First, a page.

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Last week, Coursera announced that it was going to start charging for certiicates for more of its classes, particularly those associated with "specializations." Students will still be able to sign up for free to watch videos; but they won't be able to have their assignments graded and they won't be able to get certificates without coughing up some money (between $30 and $100). So much for "democratizing" education.

Inside Higher Ed's Carl Straumsheim sent me an email this morning, asking for my thoughts on the signficance of Coursera's move. I'm posting here what I wrote to him:

Significant, yes. But not surprising.

Or rather, I’m not surprised that Coursera has finally made its intentions clear. The move to charge for certificates has been inevitable from the outset — particularly with the amount of venture capital that the company has raised. It's needed to develop a viable business plan (although I’m not fully convinced that this move will be it. I think Coursera is in the most precarious position of the “o.g.” MOOC providers).

It’s always been striking to me that theses three — Udacity, Coursera, edX — believed that the certificates (free or paid) they offered would be widely accepted, either by employers or by educational institutions. I’m not sure that it’s been true in either case.  As these companies have been so wrapped up in the narrative that college isn’t “worth it,” I think they have overestimated the value of their offerings. It helped, no doubt, when they could connect this value to the ideals of “free” and “open.” Do employers value a Coursera certificate? I’m not sure — particularly if a job applicant doesn’t already have a Bachelors degree. (This is where Udacity’s close partnership with the tech sector seems to be a little different than Coursera’s reliance on the institutional brand to denote the certificates’ value.)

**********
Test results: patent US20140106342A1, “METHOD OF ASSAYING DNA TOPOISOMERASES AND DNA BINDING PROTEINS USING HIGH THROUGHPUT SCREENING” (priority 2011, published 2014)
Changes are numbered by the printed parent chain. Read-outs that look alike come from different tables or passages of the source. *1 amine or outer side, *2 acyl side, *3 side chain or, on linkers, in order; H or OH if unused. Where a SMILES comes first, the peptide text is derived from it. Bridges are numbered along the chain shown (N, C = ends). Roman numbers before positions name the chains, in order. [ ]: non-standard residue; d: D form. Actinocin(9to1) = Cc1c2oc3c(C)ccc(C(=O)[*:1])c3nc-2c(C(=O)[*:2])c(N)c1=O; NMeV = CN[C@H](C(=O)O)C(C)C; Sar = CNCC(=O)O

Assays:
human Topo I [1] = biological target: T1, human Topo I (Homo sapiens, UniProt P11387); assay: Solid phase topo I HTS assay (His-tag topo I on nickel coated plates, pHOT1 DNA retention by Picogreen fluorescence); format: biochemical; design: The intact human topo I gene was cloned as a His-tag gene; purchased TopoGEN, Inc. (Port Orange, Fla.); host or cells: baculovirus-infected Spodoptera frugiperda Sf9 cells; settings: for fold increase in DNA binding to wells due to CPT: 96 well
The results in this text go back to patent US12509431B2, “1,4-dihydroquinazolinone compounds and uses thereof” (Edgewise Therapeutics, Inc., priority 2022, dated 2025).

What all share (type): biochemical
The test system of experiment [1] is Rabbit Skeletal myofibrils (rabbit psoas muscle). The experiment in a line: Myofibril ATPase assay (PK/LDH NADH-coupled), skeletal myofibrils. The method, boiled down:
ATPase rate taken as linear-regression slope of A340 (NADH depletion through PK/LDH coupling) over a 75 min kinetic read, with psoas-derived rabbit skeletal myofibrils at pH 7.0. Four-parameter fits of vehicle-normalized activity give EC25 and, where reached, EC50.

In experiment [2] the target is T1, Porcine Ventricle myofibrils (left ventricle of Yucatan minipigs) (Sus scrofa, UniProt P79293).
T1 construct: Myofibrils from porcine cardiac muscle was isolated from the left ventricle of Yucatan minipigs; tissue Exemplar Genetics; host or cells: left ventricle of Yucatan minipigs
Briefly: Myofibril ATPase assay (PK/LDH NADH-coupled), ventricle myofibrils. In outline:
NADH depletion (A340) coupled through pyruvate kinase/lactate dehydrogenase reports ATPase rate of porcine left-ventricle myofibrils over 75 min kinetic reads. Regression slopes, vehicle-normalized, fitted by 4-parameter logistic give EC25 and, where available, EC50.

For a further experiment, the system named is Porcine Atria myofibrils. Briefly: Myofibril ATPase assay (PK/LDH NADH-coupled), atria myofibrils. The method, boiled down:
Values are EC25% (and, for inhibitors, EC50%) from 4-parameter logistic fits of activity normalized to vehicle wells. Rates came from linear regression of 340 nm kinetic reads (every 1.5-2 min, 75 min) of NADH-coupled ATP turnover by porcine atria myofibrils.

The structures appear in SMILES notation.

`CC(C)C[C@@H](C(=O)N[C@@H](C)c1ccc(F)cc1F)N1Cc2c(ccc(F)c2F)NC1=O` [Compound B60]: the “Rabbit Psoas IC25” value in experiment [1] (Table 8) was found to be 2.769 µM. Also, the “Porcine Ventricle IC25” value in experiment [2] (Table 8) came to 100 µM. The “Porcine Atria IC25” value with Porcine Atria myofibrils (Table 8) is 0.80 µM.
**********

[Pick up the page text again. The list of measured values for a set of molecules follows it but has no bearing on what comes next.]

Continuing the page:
I think it’s interesting too that it isn’t just the certificate that costs money now; it’s having one’s assessments graded. I know at the outset, Coursera was boasting that it could automate this process. But none of the MOOCs have really been able to do so. (Udacity has a huge team of piecemeal graders in India, and that’s one of the jobs it promises with its new job guarantee. LOL.) Coursera’s whole “peer grading” process seems to have fallen to the wayside too. The assessment piece is the most labor-intensive part (particularly since the instruction aspect is just videotaped). I’m not sure partner universities have been too thrilled by having those costs offloaded onto them.

Why, it’s almost as though they didn’t think any of this through and simply believed their own TED-induced hype.

Audrey Watters


Hack Education

The History of the Future of Education Technology

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